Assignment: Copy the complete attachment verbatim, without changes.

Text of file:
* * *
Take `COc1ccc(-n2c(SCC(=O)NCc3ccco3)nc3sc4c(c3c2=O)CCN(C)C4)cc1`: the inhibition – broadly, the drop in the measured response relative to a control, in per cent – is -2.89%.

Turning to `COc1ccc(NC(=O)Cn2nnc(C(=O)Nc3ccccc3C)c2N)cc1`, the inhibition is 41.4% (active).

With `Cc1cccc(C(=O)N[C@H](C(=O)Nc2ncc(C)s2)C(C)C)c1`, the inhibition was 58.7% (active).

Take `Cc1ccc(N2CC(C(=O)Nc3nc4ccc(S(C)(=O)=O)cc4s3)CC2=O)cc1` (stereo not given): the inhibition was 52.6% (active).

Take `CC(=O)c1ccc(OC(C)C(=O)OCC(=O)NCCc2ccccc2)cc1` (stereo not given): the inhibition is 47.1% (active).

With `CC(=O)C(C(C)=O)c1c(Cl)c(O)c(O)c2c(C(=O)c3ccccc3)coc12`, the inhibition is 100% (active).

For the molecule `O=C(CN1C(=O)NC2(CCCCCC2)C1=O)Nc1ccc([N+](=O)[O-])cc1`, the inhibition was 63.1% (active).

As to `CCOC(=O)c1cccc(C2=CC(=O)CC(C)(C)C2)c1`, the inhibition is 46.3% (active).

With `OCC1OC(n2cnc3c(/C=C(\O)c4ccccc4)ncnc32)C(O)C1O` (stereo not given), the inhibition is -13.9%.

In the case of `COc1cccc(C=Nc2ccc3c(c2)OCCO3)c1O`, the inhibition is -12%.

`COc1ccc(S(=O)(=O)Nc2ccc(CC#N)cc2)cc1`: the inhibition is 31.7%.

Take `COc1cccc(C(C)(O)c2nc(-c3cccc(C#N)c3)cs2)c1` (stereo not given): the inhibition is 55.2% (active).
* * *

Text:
Take `COc1ccc(-n2c(SCC(=O)NCc3ccco3)nc3sc4c(c3c2=O)CCN(C)C4)cc1`: the inhibition – broadly, the drop in the measured response relative to a control, in per cent – is -2.89%.

Turning to `COc1ccc(NC(=O)Cn2nnc(C(=O)Nc3ccccc3C)c2N)cc1`, the inhibition is 41.4% (active).

With `Cc1cccc(C(=O)N[C@H](C(=O)Nc2ncc(C)s2)C(C)C)c1`, the inhibition was 58.7% (active).

Take `Cc1ccc(N2CC(C(=O)Nc3nc4ccc(S(C)(=O)=O)cc4s3)CC2=O)cc1` (stereo not given): the inhibition was 52.6% (active).

Take `CC(=O)c1ccc(OC(C)C(=O)OCC(=O)NCCc2ccccc2)cc1` (stereo not given): the inhibition is 47.1% (active).

With `CC(=O)C(C(C)=O)c1c(Cl)c(O)c(O)c2c(C(=O)c3ccccc3)coc12`, the inhibition is 100% (active).

For the molecule `O=C(CN1C(=O)NC2(CCCCCC2)C1=O)Nc1ccc([N+](=O)[O-])cc1`, the inhibition was 63.1% (active).

As to `CCOC(=O)c1cccc(C2=CC(=O)CC(C)(C)C2)c1`, the inhibition is 46.3% (active).

With `OCC1OC(n2cnc3c(/C=C(\O)c4ccccc4)ncnc32)C(O)C1O` (stereo not given), the inhibition is -13.9%.

In the case of `COc1cccc(C=Nc2ccc3c(c2)OCCO3)c1O`, the inhibition is -12%.

`COc1ccc(S(=O)(=O)Nc2ccc(CC#N)cc2)cc1`: the inhibition is 31.7%.

Take `COc1cccc(C(C)(O)c2nc(-c3cccc(C#N)c3)cs2)c1` (stereo not given): the inhibition is 55.2% (active).